Committee members emphasized that every penny of the revenue from the tax hikes would be earmarked in a legal lockbox of sorts for the pension systems. Any surplus would go to the state’s rainy-day fund, which the report urges be tripled to $6 billion, a figure it said will be in line with other states. Doing so will allow the Illinois credit rating, which still is the lowest of the 50 states despite recent increases, to hit the AA level within five years, the report says.

“The Civic Committee recognizes that there may be other ways to address the state’s fiscal challenges,” said Derek Douglas, who recently took over as president of the group. In fact, the report also urged consideration of taxing retirement income and expanding the sales tax to cover more services. But the income tax surcharge is the heart of the new proposal. It comes as both Pritzker and Chicago Mayor Lori Lightfoot have begun to advance payments to their pension funds, arguing that earlier payments will save money.

The proposal notably does not seek any cuts in promised pension payments to retirees. “Our approach in this report is based on the conclusion that we must accept the (Illinois) Supreme Court’s rulings on pension reforms and should instead focus on how to most effectively fund the plans.” Nor does it particularly push spending cuts, perhaps a political nod that Democrats hold the governorship and supermajorities in the Legislature. The report merely urges “more extensive work to identify opportunities for implementing cost discipline.”

Also likely to draw fire is a section in the proposal advocating that the state eliminate its estate tax, something that would particularly benefit corporate CEOs. Henderson said the levy puts Illinois at a competitive disadvantage to the 37 states that do not have such a levy.

Pritzker, Senate President Don Harmon and House Speaker Emanuel “Chris” Welch had no immediate comment on the proposal. Douglas said leaders he spoke with “appreciate the flexibility” in the proposal. “I left optimistic that at least we can engage in a dialogue,” he said, adding, “There were no commitments.”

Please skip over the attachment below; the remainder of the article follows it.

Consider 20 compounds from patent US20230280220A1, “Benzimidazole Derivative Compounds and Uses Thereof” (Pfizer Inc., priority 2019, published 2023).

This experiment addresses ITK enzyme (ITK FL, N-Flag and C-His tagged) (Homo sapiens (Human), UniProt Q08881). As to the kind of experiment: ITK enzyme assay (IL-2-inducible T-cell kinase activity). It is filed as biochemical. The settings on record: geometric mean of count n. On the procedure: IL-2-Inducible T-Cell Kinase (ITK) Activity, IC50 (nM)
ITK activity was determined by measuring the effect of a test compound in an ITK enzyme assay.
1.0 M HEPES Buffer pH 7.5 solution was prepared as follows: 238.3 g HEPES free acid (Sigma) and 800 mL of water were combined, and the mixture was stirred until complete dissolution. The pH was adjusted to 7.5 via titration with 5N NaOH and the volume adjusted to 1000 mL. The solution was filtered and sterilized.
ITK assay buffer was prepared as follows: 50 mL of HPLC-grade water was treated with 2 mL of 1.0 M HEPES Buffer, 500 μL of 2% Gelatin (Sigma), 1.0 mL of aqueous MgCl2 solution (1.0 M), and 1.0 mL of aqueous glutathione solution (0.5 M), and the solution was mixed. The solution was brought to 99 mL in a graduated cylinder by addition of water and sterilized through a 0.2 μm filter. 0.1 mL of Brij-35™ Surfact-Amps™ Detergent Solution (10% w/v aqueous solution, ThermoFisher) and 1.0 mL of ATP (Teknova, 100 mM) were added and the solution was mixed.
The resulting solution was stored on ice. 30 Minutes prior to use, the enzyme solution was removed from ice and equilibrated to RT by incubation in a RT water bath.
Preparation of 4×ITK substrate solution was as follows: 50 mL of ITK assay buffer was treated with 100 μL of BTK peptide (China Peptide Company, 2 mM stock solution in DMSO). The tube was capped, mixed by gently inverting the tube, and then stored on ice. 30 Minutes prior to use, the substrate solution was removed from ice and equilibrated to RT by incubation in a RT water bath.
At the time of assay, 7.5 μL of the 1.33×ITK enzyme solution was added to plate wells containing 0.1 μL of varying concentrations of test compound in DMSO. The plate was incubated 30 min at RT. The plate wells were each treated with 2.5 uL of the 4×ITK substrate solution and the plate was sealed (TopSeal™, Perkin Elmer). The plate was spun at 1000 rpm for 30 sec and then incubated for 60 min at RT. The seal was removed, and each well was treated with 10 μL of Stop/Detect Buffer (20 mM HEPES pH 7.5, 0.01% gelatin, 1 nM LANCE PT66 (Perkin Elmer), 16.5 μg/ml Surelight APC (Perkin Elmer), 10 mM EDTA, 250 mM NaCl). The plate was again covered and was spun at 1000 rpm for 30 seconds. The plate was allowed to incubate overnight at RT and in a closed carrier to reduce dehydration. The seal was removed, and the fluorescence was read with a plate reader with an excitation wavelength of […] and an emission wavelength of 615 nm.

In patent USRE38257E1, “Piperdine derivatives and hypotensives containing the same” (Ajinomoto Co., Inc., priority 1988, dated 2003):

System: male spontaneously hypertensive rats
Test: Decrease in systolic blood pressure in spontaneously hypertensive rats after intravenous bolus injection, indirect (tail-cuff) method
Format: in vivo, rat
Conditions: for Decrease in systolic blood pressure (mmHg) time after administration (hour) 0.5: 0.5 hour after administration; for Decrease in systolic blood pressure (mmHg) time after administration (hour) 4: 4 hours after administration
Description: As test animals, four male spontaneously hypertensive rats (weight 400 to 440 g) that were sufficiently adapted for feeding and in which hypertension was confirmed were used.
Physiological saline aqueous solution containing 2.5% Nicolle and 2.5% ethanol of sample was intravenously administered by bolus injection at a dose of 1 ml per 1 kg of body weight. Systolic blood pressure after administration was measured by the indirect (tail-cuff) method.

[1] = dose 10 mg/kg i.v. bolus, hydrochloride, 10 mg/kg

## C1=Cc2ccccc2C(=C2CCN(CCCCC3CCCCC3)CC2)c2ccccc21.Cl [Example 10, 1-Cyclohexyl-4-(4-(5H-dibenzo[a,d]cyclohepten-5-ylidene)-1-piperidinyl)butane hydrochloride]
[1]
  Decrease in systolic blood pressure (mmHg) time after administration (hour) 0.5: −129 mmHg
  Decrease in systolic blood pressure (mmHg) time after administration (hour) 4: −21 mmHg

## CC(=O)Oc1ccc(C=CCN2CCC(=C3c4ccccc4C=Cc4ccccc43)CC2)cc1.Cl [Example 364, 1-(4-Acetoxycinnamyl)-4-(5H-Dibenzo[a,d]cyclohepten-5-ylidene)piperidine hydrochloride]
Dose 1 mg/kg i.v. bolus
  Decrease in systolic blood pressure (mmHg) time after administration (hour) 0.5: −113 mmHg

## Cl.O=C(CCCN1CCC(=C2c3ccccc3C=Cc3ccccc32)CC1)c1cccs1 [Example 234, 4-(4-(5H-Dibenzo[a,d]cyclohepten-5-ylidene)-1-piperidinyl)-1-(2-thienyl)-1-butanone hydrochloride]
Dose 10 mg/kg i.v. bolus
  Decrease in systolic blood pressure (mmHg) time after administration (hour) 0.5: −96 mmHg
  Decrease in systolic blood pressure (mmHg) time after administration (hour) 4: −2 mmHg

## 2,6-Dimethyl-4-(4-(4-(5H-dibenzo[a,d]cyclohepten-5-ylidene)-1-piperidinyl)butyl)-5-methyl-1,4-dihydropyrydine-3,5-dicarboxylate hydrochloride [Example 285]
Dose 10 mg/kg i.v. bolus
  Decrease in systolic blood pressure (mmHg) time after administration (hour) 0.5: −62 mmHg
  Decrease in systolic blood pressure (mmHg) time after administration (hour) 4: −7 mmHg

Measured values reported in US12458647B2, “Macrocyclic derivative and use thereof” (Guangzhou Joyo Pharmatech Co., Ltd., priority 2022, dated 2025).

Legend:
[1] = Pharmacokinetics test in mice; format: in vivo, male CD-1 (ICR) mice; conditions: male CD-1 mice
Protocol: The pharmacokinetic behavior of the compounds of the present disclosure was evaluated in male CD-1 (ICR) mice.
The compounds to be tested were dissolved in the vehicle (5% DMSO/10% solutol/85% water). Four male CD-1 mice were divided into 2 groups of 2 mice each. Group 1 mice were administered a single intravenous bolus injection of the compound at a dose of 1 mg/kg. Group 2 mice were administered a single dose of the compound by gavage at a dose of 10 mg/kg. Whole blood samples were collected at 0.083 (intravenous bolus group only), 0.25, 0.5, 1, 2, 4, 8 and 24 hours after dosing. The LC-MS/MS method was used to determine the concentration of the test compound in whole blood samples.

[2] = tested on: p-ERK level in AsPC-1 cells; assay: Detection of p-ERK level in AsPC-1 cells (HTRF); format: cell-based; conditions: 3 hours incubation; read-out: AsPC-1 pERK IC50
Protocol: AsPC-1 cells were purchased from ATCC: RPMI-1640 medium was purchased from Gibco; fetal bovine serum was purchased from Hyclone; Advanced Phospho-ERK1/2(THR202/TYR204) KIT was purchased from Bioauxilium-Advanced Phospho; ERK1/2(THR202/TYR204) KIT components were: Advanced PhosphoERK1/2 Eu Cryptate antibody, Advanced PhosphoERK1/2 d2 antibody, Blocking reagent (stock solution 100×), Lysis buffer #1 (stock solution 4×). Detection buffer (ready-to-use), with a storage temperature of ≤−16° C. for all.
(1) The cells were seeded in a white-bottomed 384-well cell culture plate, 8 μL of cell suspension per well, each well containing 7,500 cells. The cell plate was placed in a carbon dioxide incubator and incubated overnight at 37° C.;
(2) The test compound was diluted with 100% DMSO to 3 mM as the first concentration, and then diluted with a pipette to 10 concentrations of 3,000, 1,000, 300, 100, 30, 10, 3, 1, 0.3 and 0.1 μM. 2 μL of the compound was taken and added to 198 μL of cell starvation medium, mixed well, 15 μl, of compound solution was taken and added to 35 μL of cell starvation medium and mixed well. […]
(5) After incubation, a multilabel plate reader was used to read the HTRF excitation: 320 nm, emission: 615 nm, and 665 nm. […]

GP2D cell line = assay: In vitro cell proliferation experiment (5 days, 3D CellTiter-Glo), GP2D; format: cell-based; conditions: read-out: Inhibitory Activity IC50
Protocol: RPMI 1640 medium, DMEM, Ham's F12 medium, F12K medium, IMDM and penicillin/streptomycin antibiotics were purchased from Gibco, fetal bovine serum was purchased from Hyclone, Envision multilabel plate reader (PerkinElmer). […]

What to know ahead of Governor Pritzker’s budget proposal to lawmakers
Governor JB Pritzker’s second-term legislative agenda will kick off in earnest next week as he proposes his fifth annual state budget to lawmakers in the General Assembly. But while a governor’s proposal usually provides the framework for the state’s annual spending plan, it rarely makes it through the General Assembly untouched by lawmakers who have their own spending priorities.

The monthslong negotiating process involves dozens of budget hearings and behind-closed-doors meetings, eventually culminating in the budget’s passage – in normal years – sometime before the end of the legislative session. This year, lawmakers are scheduled to adjourn on May 19.

Here’s what to watch for ahead of Pritzker’s Feb. 15 address:

Budget basics
While there are hundreds of funds in the state treasury with statutory requirements for how the money is spent, the most scrutinized is the General Revenue Fund, or GRF. That pool of money – which last year topped $50 billion for the first time – is the state’s main discretionary spending account, meaning lawmakers have the greatest authority to move it around.

Generally, about 80 percent of GRF spending is allocated between pension payments (roughly 21 percent in the current fiscal year), K-12 education (21 percent), human services (19 percent) and health care (17 percent). The fund’s main revenue sources are personal and corporate income tax and sales tax, along with some federal revenues and other state sources.

Since each budget allocates money collected over a future 12-month period, lawmakers generally base their spending proposals on economic estimates provided by the state’s two main forecasting agencies.

Those are the legislative Commission on Government Forecasting and Accountability, also known as COGFA, and the Governor’s Office of Management and Budget, also known as GOMB. Each provides sophisticated economic projections laying out pessimistic, optimistic and middle-of-the-road looks at how state revenues may perform.

 Revenue projections
Illinois is coming off a record-high $50.3 billion in base revenue for the fiscal year that ended June 30 – about $8 billion more than had been anticipated when the Fiscal Year 2022 budget was initially approved in the spring of 2021.

Following that strong performance, lawmakers budgeted for an 8 percent decrease in the current fiscal year that began July 1. But in the seven months that have already passed in FY 2023, revenues are outpacing even last year’s strong performance by $2.3 billion, according to COGFA’s January report.

The strong revenue performance led COGFA to up its projections by $4.9 billion in a November forecast revision. The agency now anticipates revenue receipts will top last year’s totals by $259 million. GOMB, meanwhile, was more conservative, projecting revenues to spike by about $3.6 billion over initial estimates. That was the basis for a supplemental spending plan that included $2.7 billion in debt repayment and savings measures approved in the January lame duck session.

As the economic forecasting agencies mull the likelihood of a recession, we’ll be watching to see if Pritzker plans for a downturn in revenue or if the current-year projections for a surplus are updated in either direction.